We are stoked to see that Gothamist is back; we love Gothamist and not just because they published one of our favorite stories about us ever. Taking the opportunity of their launch to rock out this wildly self-referential, self-linking story about inventing words for experiences that all New Yorkers recognize is a real smartypants (and we imagine SEO-building) move. Any chance to revisit Sad Rat, who was the meme-iest rat was before Pizza Rat was even a twinkle in his rat mom and rat dad’s eye.
Over here at PlaceInvaders we’re always working on getting better. We did an event for Esther Perel and are so thankful to have been exposed to her smarts. If you care about making your relationships better, you should listen to this podcast. It helps you reflect on your own interactions and what you’re screwing up. When you screw up you can fix it, but only if you know.
Often, we have to shake off the things we’ve learned about how stuff worked for us in the past. TL;DR: texting during work is just a thing now and we have to figure out how to deal with it. Now, there’s a limit to this; of course, we’re not going to accept a person serving a plate with one hand and sending a text with another, but we’ll be cool about it if they dip into a secluded corner between courses and send something. It’s true, though - if we’re always on, we want that answer immediately and we should be accustomed to giving it.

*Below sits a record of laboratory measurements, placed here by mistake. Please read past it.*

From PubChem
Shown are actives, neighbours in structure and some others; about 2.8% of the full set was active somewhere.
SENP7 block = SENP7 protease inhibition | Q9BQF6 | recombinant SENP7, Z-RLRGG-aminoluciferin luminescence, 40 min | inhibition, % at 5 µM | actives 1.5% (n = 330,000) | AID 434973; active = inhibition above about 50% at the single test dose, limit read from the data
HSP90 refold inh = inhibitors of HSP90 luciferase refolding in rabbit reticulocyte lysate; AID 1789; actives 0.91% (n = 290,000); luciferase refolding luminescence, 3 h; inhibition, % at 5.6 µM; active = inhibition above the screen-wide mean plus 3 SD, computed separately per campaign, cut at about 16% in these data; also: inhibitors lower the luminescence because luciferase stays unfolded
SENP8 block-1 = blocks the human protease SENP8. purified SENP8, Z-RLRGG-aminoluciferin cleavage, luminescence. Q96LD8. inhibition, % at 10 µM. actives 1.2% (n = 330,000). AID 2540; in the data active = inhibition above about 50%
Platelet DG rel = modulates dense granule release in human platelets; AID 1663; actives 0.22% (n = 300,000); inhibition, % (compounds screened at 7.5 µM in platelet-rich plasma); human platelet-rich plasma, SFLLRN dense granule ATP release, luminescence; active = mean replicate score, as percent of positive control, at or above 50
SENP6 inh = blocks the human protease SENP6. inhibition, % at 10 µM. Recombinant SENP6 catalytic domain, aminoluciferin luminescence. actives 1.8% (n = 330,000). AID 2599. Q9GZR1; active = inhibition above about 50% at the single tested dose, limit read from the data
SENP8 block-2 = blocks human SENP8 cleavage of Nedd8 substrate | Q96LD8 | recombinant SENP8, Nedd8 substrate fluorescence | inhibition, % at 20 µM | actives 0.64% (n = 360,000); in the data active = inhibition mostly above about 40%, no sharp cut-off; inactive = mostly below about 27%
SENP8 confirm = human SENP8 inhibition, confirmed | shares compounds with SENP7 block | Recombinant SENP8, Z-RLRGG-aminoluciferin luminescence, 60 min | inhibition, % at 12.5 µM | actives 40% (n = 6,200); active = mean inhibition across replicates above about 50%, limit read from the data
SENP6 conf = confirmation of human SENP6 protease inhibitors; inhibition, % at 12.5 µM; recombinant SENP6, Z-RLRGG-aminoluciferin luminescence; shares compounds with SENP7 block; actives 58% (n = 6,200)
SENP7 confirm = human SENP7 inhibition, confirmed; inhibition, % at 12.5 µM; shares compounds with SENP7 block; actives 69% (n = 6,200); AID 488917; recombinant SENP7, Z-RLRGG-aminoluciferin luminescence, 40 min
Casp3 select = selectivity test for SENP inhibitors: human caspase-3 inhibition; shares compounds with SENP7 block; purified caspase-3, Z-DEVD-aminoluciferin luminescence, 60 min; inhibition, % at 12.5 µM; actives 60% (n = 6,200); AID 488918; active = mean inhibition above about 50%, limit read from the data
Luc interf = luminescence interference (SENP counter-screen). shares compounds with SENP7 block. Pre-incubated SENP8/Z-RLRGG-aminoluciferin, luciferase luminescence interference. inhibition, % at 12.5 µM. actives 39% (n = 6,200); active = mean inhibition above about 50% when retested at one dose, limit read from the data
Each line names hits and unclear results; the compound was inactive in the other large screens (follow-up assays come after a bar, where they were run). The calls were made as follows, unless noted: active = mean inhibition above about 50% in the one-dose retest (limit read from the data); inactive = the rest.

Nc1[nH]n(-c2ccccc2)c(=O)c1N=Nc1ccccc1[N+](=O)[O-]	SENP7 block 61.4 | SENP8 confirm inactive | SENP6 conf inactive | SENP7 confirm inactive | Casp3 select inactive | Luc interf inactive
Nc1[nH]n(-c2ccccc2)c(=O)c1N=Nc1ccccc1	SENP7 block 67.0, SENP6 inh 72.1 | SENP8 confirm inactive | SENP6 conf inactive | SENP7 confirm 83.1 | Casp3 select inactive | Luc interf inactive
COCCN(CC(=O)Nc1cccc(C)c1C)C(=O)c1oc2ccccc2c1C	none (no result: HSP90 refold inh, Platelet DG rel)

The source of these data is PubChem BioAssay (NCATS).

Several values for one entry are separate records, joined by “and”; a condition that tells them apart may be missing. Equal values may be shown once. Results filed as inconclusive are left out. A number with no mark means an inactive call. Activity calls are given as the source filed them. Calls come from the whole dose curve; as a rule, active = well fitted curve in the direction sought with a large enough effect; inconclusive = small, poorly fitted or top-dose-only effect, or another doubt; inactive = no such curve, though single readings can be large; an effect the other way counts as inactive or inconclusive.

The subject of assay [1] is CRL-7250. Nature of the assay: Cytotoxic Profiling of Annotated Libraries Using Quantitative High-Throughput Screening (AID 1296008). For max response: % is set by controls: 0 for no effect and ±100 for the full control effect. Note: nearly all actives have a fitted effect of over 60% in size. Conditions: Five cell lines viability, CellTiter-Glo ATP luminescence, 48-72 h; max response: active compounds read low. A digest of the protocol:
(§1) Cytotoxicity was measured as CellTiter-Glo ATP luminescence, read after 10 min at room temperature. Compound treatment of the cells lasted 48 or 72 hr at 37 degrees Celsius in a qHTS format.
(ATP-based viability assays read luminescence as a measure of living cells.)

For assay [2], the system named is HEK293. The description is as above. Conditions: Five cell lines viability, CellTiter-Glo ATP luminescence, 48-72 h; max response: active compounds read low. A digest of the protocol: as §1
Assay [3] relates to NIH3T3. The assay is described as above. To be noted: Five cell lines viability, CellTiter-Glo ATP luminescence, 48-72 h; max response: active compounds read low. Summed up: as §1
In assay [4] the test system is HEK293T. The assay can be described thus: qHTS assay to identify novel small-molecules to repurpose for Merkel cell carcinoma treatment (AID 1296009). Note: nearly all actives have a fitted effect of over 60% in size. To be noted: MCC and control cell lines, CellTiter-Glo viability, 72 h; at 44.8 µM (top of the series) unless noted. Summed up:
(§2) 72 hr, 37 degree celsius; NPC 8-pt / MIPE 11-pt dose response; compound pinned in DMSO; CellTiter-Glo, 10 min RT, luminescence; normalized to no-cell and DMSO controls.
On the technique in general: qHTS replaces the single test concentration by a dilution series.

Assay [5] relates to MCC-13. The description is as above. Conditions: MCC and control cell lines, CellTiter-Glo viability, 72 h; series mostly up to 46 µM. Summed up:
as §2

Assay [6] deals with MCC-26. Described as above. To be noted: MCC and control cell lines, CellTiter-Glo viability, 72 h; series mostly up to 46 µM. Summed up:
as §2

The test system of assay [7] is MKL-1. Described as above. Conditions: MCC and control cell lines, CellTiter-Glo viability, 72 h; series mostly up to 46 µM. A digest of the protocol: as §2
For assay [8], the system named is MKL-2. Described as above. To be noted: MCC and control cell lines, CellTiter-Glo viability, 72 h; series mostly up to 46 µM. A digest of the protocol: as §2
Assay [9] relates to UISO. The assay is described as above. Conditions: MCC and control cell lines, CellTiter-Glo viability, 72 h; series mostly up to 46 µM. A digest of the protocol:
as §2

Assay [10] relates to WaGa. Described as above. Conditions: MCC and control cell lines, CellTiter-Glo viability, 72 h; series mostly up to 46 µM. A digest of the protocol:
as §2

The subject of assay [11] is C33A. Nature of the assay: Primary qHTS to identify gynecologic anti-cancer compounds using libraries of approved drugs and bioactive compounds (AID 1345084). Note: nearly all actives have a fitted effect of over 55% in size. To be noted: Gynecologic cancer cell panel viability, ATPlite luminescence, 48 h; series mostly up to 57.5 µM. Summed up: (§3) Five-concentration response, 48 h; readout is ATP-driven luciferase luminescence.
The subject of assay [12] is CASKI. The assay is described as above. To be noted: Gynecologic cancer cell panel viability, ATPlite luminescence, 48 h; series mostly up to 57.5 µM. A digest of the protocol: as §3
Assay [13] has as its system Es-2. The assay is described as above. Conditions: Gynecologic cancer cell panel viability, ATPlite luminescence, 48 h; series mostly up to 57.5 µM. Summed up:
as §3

So much nostalgia for a certain generation just to look at those covers, and that font. We’re intrigued by this and interested to see how they pull it off. It sounds like there’s an app involved, though it doesn’t seem like an app would be better than VR for format.
We all know we’ve got a long way to go, but it starts we by admitting we have the problem (there’s a theme here). Like this example of “liberal bias” on college campuses. Half of team PlaceInvaders has a familial history of slave-ownership. He agrees with reparations (it’s time) because he got a great education, didn’t have to worry about where his next meal was coming from, had two parents, and was given a ticket (and pretty much no further hassle) for doing 75 in a 25 when he was 18. It wasn’t because he or his family worked harder; he understands that his family (and therefore, he) benefited financially from the backbreaking work of people stolen from their land, stuck in a ship, killed, beaten, treated inhumanely, and then disenfranchised from advancement for the last 170 years. What else can he do to help fix this now? He wants to know.